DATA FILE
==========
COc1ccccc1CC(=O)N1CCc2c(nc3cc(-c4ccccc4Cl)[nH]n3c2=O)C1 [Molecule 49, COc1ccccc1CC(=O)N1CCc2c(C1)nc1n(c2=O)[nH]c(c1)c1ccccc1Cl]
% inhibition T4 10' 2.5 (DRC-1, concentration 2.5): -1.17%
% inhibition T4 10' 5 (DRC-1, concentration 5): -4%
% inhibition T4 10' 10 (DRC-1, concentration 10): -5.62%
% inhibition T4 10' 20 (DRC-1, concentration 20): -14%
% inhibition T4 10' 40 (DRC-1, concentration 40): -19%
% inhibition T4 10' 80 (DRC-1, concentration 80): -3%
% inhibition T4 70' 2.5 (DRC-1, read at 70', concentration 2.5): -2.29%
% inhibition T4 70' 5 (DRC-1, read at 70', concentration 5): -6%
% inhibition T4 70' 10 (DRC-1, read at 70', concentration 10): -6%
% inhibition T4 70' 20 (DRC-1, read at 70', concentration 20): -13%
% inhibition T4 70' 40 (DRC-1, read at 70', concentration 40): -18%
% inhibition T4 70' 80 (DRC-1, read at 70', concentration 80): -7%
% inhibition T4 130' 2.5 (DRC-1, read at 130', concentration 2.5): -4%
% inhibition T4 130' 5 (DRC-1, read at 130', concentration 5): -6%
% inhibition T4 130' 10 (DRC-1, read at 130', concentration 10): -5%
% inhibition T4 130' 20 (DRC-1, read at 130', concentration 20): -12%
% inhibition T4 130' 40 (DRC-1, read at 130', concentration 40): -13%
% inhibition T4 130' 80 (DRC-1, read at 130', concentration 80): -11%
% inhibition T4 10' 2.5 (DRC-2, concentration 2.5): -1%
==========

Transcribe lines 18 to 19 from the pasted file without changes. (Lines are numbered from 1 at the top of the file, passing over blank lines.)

% inhibition T4 130' 40 (DRC-1, read at 130', concentration 40): -13%
% inhibition T4 130' 80 (DRC-1, read at 130', concentration 80): -11%